By treating this attack as an international criminal operation with an end goal of bringing specific individuals to justice for the crime, the American reaction to the September 11 attacks may have been limited in scope far earlier. Nonetheless, his fellow conservatives derided the plan as “kooky,” and the legislation failed.
The traumatic events had left most Americans feeling as though a seemingly intangible foreign entity had personally attacked them and stolen a sense of their safety. President George Bush best summed up the majority’s response in speeches delivered in the immediate months after the September 11 attacks. He explained, “Our war on terror begins with al Qaeda, but it does not end there. It will not end until every terrorist group of global reach has been found, stopped and defeated.”
Two decades after America launched this war, we now must ask, what was the effect that the death of Ayman Al-Zawahiri had on the global war on terror? The straightforward answer is that it mattered very little. The United States framed the global war on terror in terms of fighting an ideology rather than a specific target. While it is true that America publicly marked Bin Laden and his associates for death for their role in the attacks, the war was on “terror,” not Bin Laden himself.
The inherent flaws with fighting an ill-defined ideology were clear from the beginning. In a committee hearing to the U.S. Senate Committee on Foreign Relations, the Committee found that an insufficient amount of troops had been allocated in order to cut off Bin Laden’s escape from Afghanistan into Pakistan:
The decision not to deploy American forces to go after bin Laden or block his escape was made by the Secretary of Defense . . . too many U.S. troops in Afghanistan would create an anti-American backlash and fuel a widespread insurgency.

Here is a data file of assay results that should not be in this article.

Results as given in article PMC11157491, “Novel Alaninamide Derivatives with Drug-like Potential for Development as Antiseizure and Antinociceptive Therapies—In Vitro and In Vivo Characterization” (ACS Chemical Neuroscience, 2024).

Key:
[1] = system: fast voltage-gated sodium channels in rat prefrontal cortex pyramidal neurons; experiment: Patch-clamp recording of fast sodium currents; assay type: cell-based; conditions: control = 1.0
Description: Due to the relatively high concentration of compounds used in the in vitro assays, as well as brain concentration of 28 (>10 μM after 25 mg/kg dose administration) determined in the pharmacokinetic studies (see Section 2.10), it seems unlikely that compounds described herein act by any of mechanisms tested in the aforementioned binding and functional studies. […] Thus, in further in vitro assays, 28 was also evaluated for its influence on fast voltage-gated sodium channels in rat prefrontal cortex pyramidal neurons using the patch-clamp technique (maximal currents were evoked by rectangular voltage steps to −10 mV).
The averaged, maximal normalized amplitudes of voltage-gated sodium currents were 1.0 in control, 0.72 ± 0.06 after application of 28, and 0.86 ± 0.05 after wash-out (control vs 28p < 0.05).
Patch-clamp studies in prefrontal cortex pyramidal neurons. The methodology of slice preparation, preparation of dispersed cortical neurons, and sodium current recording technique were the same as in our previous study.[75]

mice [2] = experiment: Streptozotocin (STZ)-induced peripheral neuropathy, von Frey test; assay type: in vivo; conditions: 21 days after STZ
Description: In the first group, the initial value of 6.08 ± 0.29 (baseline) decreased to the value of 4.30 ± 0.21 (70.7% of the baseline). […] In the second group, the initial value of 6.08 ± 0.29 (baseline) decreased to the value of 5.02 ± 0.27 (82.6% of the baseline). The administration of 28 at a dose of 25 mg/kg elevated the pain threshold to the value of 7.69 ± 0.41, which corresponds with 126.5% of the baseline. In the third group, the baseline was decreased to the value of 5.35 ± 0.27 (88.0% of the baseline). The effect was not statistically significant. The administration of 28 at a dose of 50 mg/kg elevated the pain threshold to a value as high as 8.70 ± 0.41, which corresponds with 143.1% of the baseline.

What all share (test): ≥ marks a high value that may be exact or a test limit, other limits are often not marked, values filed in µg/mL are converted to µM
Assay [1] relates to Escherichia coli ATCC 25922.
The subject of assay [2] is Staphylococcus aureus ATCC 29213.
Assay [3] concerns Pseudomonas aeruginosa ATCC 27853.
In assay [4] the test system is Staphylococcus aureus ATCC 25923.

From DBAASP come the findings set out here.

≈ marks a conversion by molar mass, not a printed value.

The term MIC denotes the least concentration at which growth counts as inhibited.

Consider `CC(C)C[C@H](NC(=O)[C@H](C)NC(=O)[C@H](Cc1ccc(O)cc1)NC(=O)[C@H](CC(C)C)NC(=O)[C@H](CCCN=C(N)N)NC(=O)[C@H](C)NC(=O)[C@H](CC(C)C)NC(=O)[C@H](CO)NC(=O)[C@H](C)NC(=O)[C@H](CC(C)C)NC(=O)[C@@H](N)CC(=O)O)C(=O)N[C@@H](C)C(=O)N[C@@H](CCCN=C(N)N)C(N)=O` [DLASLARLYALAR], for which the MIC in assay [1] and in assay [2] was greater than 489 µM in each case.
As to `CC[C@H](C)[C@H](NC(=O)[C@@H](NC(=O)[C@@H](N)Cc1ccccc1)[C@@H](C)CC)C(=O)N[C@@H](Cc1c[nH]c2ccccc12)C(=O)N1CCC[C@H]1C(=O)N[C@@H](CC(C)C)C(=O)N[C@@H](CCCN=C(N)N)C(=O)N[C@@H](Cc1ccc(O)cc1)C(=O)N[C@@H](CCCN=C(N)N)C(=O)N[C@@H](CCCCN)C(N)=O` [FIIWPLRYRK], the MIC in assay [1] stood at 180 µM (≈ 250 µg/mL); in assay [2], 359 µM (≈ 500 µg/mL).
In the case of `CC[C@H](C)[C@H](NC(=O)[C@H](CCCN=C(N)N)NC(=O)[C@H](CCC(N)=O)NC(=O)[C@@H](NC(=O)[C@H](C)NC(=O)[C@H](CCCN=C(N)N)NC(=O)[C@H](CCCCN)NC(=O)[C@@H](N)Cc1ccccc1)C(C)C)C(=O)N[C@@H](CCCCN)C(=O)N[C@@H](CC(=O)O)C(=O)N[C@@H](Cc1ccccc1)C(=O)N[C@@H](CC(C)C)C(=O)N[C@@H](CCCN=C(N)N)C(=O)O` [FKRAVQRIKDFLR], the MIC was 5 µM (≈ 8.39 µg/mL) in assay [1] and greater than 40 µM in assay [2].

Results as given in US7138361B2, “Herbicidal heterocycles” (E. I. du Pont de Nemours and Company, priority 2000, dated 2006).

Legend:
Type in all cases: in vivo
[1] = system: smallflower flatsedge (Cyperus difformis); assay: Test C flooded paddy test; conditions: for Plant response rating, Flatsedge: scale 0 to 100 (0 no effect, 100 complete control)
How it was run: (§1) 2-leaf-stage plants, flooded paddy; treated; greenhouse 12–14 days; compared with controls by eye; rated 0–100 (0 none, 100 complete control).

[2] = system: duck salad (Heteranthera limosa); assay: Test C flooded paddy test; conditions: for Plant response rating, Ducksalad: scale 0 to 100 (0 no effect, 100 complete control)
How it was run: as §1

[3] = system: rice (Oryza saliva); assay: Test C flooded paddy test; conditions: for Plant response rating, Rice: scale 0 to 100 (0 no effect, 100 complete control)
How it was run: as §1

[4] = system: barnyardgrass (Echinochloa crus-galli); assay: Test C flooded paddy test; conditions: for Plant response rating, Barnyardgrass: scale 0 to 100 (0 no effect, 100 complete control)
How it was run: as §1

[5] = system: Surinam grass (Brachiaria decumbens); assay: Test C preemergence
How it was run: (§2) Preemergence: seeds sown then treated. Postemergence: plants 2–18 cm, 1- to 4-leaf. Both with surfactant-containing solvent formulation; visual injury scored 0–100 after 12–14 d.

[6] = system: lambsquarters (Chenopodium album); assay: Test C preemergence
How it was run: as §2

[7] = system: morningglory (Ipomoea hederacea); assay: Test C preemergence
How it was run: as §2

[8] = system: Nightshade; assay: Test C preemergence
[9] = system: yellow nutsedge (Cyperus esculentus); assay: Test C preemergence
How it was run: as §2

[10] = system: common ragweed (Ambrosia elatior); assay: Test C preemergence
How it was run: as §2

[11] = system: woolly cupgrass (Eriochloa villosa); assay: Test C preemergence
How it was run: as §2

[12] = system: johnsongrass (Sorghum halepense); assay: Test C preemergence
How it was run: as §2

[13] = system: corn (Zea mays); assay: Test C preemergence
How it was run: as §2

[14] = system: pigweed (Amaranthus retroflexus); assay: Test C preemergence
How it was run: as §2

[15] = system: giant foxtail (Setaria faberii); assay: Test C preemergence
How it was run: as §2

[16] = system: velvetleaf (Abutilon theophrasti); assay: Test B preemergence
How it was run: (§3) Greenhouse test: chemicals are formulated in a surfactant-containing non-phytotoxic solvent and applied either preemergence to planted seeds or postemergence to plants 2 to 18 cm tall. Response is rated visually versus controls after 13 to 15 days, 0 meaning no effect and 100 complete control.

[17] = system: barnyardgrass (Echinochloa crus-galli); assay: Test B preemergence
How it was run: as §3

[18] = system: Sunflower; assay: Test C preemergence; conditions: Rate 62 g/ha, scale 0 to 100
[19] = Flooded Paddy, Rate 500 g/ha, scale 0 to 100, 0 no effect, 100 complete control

Here at the brink of capturing a man responsible for the attack on 9/11 and there were concerns of a growing insurgency that took precedence over capturing and killing the man responsible for the attacks. This shows that even at the top of the chain, security officials were more concerned about possible insurgency, rather than capturing the fugitive al-Qaeda members fleeing into the mountains.
It is impossible to win a war of ideology by killing proponents of said ideology because the rules of the engagement are not limited to the adherents but the idea itself. A war against an ideology is not a war that can be won by definition because it can only end when the warring state destroys every follower of the creed.
In the case of the anti-Western ideology held by men like Qutb, Zawahiri, and Bin Laden, American drones and bullets were their greatest tool for recruitment. The United States could not hope to win by playing into its enemies’ strategies.
The war on terror has been beyond the limits of which the deaths of men like Osama Bin Laden or Ayman Al Zawahiri could bring it to an end from the very beginning. It is unlikely that the death of any single person (no matter how deserving) would somehow justify the cost of manpower, treasure, and influence abroad that the United States has lost in the global war on terror.
As Carl Jung put it, “People don’t have ideas, ideas have people.” In a fight against an ideology of terror, there will always be adherents like Zawahiri for violent ideas to inhabit. If we continue to fight a war on the intangible phantom of terrorism, we will never run out of men like Zawahiri to kill.
Matthew Bryant graduated with a BA in Global affairs from George Mason University. He is currently a joint Graduate student at the University of Trento & the Higher School of Economics. His research focuses on ethnic conflict in Ukraine and Post-Soviet area studies.